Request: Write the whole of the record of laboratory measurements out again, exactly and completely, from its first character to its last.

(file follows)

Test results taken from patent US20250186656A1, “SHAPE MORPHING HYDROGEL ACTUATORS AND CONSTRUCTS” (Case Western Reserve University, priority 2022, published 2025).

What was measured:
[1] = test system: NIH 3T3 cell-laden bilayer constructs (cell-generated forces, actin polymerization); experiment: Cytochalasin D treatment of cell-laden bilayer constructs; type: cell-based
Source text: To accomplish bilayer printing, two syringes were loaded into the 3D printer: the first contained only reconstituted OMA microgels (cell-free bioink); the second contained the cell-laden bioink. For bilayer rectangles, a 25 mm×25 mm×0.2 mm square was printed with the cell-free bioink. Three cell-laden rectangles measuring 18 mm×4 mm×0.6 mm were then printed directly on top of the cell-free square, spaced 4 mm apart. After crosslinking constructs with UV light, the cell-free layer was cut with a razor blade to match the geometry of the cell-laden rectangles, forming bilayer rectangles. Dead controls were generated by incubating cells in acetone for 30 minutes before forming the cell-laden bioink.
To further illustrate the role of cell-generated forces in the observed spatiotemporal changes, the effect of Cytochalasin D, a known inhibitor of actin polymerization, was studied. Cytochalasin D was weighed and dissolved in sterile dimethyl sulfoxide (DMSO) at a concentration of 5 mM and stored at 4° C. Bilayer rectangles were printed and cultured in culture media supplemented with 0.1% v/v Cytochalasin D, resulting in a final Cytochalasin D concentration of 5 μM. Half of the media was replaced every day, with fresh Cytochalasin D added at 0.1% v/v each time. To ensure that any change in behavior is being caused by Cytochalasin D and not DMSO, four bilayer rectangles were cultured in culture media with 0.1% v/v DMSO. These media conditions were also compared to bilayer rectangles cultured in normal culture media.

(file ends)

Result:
Test results taken from patent US20250186656A1, “SHAPE MORPHING HYDROGEL ACTUATORS AND CONSTRUCTS” (Case Western Reserve University, priority 2022, published 2025).

What was measured:
[1] = test system: NIH 3T3 cell-laden bilayer constructs (cell-generated forces, actin polymerization); experiment: Cytochalasin D treatment of cell-laden bilayer constructs; type: cell-based
Source text: To accomplish bilayer printing, two syringes were loaded into the 3D printer: the first contained only reconstituted OMA microgels (cell-free bioink); the second contained the cell-laden bioink. For bilayer rectangles, a 25 mm×25 mm×0.2 mm square was printed with the cell-free bioink. Three cell-laden rectangles measuring 18 mm×4 mm×0.6 mm were then printed directly on top of the cell-free square, spaced 4 mm apart. After crosslinking constructs with UV light, the cell-free layer was cut with a razor blade to match the geometry of the cell-laden rectangles, forming bilayer rectangles. Dead controls were generated by incubating cells in acetone for 30 minutes before forming the cell-laden bioink.
To further illustrate the role of cell-generated forces in the observed spatiotemporal changes, the effect of Cytochalasin D, a known inhibitor of actin polymerization, was studied. Cytochalasin D was weighed and dissolved in sterile dimethyl sulfoxide (DMSO) at a concentration of 5 mM and stored at 4° C. Bilayer rectangles were printed and cultured in culture media supplemented with 0.1% v/v Cytochalasin D, resulting in a final Cytochalasin D concentration of 5 μM. Half of the media was replaced every day, with fresh Cytochalasin D added at 0.1% v/v each time. To ensure that any change in behavior is being caused by Cytochalasin D and not DMSO, four bilayer rectangles were cultured in culture media with 0.1% v/v DMSO. These media conditions were also compared to bilayer rectangles cultured in normal culture media.